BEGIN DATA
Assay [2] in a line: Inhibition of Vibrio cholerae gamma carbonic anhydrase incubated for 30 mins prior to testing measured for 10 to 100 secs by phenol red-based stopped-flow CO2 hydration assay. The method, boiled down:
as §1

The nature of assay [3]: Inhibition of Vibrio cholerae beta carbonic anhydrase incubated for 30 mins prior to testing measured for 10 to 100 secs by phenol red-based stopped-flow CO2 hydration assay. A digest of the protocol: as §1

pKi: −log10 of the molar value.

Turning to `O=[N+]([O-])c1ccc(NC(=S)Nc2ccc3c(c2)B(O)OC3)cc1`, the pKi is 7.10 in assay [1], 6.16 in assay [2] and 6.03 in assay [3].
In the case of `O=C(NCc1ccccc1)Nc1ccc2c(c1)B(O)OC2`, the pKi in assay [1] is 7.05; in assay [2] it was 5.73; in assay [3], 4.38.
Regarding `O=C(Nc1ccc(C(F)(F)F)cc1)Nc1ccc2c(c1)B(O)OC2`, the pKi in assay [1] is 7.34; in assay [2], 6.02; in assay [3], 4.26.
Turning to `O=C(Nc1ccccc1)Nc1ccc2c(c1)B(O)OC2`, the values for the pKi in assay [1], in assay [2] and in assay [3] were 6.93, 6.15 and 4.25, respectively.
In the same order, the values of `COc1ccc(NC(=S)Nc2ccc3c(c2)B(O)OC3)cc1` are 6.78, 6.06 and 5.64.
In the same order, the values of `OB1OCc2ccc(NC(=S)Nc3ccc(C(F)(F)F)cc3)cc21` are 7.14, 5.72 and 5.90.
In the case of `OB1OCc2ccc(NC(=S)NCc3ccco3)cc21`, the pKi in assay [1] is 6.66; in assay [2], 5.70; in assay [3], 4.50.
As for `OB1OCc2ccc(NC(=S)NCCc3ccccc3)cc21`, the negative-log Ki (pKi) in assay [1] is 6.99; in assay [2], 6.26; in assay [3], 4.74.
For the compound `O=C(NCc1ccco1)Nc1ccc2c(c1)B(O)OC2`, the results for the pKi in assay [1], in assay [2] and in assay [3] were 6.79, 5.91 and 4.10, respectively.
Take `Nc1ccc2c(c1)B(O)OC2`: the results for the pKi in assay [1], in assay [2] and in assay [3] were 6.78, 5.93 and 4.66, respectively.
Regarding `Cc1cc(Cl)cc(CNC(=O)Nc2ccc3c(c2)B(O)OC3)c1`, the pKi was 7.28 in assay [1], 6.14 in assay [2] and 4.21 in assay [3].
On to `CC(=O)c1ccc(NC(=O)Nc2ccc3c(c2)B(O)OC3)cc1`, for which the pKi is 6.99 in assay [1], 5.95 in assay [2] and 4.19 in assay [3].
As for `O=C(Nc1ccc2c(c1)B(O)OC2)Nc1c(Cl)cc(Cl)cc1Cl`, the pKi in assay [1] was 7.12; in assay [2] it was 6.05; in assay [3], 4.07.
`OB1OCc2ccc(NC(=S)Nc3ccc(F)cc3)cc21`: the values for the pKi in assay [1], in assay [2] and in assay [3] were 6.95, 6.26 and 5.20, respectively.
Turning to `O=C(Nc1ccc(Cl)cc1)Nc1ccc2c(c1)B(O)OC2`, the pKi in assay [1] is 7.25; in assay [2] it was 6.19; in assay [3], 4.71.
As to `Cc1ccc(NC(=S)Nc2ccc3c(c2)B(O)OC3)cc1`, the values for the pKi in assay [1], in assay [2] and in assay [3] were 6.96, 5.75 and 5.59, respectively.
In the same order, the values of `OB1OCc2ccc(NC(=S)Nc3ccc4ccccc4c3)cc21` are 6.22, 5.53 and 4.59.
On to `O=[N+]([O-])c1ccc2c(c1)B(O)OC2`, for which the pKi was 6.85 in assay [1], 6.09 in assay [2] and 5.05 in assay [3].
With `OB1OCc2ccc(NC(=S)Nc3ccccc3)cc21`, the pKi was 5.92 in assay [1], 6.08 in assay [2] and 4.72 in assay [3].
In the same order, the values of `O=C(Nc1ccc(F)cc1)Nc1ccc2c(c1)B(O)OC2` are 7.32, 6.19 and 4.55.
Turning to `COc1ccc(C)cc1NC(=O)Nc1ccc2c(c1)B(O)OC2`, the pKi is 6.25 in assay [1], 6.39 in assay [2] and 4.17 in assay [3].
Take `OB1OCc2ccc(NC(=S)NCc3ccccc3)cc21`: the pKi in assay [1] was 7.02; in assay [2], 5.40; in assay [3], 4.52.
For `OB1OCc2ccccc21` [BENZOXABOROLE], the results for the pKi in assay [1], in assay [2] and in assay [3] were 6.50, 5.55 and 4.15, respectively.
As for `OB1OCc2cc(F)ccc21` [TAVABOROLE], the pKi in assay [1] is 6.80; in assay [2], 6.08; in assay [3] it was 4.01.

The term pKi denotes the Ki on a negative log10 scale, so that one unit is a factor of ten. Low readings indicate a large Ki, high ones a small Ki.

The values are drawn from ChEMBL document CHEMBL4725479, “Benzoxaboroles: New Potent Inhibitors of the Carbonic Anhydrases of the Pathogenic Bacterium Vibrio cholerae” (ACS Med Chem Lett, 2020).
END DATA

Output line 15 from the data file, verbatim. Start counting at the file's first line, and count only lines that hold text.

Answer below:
Regarding `Cc1cc(Cl)cc(CNC(=O)Nc2ccc3c(c2)B(O)OC3)c1`, the pKi was 7.28 in assay [1], 6.14 in assay [2] and 4.21 in assay [3].